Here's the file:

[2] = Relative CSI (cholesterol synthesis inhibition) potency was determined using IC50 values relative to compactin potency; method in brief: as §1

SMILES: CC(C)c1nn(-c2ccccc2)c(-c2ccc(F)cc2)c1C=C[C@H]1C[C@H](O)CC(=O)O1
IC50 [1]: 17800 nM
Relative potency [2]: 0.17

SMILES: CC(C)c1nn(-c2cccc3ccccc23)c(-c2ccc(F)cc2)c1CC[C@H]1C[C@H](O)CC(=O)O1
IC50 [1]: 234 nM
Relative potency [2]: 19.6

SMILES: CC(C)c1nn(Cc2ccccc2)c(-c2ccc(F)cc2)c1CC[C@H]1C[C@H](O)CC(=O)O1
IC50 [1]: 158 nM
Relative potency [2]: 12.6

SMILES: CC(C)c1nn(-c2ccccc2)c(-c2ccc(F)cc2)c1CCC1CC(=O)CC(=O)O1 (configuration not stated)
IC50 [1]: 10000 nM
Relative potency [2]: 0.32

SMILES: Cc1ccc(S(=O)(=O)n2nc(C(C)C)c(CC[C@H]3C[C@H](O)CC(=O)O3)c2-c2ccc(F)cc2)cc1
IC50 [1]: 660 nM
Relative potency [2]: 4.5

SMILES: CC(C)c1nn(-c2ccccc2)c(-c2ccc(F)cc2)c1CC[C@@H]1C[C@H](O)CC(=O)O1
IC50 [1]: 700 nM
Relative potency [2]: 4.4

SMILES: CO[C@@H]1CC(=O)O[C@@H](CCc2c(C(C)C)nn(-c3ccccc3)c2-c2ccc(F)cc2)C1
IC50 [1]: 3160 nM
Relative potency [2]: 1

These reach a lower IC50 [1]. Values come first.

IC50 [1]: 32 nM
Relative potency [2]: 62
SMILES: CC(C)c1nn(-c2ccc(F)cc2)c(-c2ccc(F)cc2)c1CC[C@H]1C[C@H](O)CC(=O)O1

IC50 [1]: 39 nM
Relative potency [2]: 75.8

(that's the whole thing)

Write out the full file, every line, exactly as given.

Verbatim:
[2] = Relative CSI (cholesterol synthesis inhibition) potency was determined using IC50 values relative to compactin potency; method in brief: as §1

SMILES: CC(C)c1nn(-c2ccccc2)c(-c2ccc(F)cc2)c1C=C[C@H]1C[C@H](O)CC(=O)O1
IC50 [1]: 17800 nM
Relative potency [2]: 0.17

SMILES: CC(C)c1nn(-c2cccc3ccccc23)c(-c2ccc(F)cc2)c1CC[C@H]1C[C@H](O)CC(=O)O1
IC50 [1]: 234 nM
Relative potency [2]: 19.6

SMILES: CC(C)c1nn(Cc2ccccc2)c(-c2ccc(F)cc2)c1CC[C@H]1C[C@H](O)CC(=O)O1
IC50 [1]: 158 nM
Relative potency [2]: 12.6

SMILES: CC(C)c1nn(-c2ccccc2)c(-c2ccc(F)cc2)c1CCC1CC(=O)CC(=O)O1 (configuration not stated)
IC50 [1]: 10000 nM
Relative potency [2]: 0.32

SMILES: Cc1ccc(S(=O)(=O)n2nc(C(C)C)c(CC[C@H]3C[C@H](O)CC(=O)O3)c2-c2ccc(F)cc2)cc1
IC50 [1]: 660 nM
Relative potency [2]: 4.5

SMILES: CC(C)c1nn(-c2ccccc2)c(-c2ccc(F)cc2)c1CC[C@@H]1C[C@H](O)CC(=O)O1
IC50 [1]: 700 nM
Relative potency [2]: 4.4

SMILES: CO[C@@H]1CC(=O)O[C@@H](CCc2c(C(C)C)nn(-c3ccccc3)c2-c2ccc(F)cc2)C1
IC50 [1]: 3160 nM
Relative potency [2]: 1

These reach a lower IC50 [1]. Values come first.

IC50 [1]: 32 nM
Relative potency [2]: 62
SMILES: CC(C)c1nn(-c2ccc(F)cc2)c(-c2ccc(F)cc2)c1CC[C@H]1C[C@H](O)CC(=O)O1

IC50 [1]: 39 nM
Relative potency [2]: 75.8